By Lisa M. Krieger
An asteroid the size of a 15-story building will zoom past Earth next week, flying uncommonly close but posing no danger.
If its route had been different, the morning of Friday, Feb. 15, would have been the last hurrah for a swath of landscape somewhere on Earth the size of the San Francisco Bay Area, striking with a force equivalent to 2.4 million tons of TNT.
But instead, the spinning chunk of rock will continue on its long loop, averting apocalypse and thrilling scientists.
"It is a record close approach for an asteroid of this size," said Donald Yeomans, manager of the Near Earth Objects Office at NASA's Jet Propulsion Laboratory in Pasadena, in a Thursday morning press conference.
On average, an asteroid of this diameter -- estimated to be about 150 feet -- gets this close every 40 years or so, he said. A collision would be expected every 1,200 years.
It will be tough to see from the continental U.S. The best views -- not with the naked eye, but binoculars and small telescopes -- will be in Eastern Europe, Asia and Australia, with the closest view from Indonesia. These nighttime viewers will see a traveling star-like pinpoint in the night sky, said NASA experts.
By the time the earth rotates enough to give California a glimpse, at 11:45 a.m., it will be too bright to see.
If weather cooperates, the powerful telescopes at Chabot Space & Science Center hope to catch a glimpse. Chabot's observatory is one of a team of observatories around the world that regularly searches for and tracks asteroids that may come close to the Earth.
Lick Observatory has no plans to observe the asteroid because the sky will be too bright and it will be moving too fast for the Mount Hamilton telescopes, said Elinor Gates, a Lick staff astronomer.
"At its closest approach, Asteroid 2012 DA14 -- a name only an astronomer could love, based on when it was discovered -- will be 17,200 miles away, about six times the distance from California to New York City. That's about the same distance the Earth travels in just 15 minutes -- and far nearer to us than the moon.
While that's too far away to perturb most Earthlings, it's "a close shave" according to Apollo astronaut Rusty Schweickart, who is on a mission to map all the menacing asteroids.
"It's a wake-up call from our solar system," wrote Schweickart, founder of the B612 Foundation, which urges planning for the inevitable day our paths collide.
The rock will fly between us and our beloved GPS and weather satellites, which would resemble bugs on a windshield if they collided with DA14.
Fortunately, their paths are unlikely to cross. NASA has given the satellite owners the files that describe the asteroid's trajectory, so they can calculate risk. "It is extremely unlikely that any satellite would be threatened," said NASA's Yeomans. "No one has raised a red flag."
It is traveling 7.8 kilometers a second, about eight times the velocity of a bullet, said Yeomans.
With an estimated mass of 130,000 metric tons -- larger than the gross tonnage of the world's largest passenger ship, Allure of the Seas -- any impact would level trees with an "air blast," not a crater.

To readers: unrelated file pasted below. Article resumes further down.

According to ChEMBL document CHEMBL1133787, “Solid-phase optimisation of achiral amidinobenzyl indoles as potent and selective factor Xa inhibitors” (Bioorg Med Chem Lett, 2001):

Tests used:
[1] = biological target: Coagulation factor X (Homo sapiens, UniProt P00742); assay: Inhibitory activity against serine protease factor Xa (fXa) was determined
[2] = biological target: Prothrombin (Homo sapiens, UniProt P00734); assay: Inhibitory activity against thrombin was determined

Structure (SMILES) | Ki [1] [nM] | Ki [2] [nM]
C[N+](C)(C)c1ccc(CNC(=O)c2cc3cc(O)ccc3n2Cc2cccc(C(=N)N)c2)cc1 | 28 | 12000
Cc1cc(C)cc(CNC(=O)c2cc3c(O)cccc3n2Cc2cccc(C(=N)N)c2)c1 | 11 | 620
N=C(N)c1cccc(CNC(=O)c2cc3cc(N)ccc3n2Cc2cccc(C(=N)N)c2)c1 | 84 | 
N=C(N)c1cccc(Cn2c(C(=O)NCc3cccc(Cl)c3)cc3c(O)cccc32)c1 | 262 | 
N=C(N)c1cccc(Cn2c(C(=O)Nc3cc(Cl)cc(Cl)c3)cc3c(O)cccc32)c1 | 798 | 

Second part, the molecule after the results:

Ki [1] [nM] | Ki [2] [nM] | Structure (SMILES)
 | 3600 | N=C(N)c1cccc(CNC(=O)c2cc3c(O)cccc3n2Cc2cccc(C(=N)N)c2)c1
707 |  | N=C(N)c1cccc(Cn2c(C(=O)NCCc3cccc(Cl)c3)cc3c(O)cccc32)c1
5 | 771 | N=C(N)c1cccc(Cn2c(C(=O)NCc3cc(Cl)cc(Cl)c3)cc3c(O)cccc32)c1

Upon reaching our atmosphere, it would flatten like a pancake and explode prior to striking, said Yeomans.
Just 105 years ago, a comparable asteroid struck Earth in Siberia near Tunguska, and completely flattened a forested area of about 840 square miles.
It was a much larger asteroid that struck Mexico's Yucatan and wiped out dinosaurs and three-quarters of all plant species, cooling the Earth and redirecting evolution to create the species we know today.
New asteroids are discovered every week, and they must be tracked for several days in order to verify their orbit characteristics.
We are living in a cosmic shooting gallery.
"Although astronomers have identified some 9,500 (Near Earth Objects), we estimate there may be as many as a million that have not yet been found," said Chabot's Gerald McKeegan.
More advanced tools will give scientists a chance to map its surface, learning about its craters and boulders.
NASA's asteroid researchers will use infrared-sensing telescopes to study DA14.
In addition, scientists will ping DA14 with radar from giant dishes in the Mojave Desert between Feb. 16 and 20. They also want to study its path.
"Radar provides precise estimates of an asteroid's orbit and its physical characteristics," said Amy Mainzer, principal investigator of NEOWISE Observatory at NASA's Jet Propulsion Laboratory in Pasadena.
DA14 is small, by asteroid standards. It was discovered on Feb. 23, 2012, by the La Sagra Sky Survey telescope in Spain.
It probably came from the main asteroid belt, between Mars and Jupiter. But millions of years ago, Jupiter's gravity, combined with other forces, caused the asteroid to leave the main belt and move to an orbit closer to the sun, said Chabot's McKeengan.
Its close call with Earth will alter the fate of DA14 far more than ours.
That's because it is flying so close to Earth's gravitational pull that we'll change its orbit — shortening its spin around the sun from 368 to 317 days, shaving off several months.
Never again in our lifetimes will we see it -- or need to worry.
"The Earth will put this one in an orbit that is considerably safer than the orbit it has been on," said NASA's Yeomans.
Contact Lisa M. Krieger at 650-492-4098.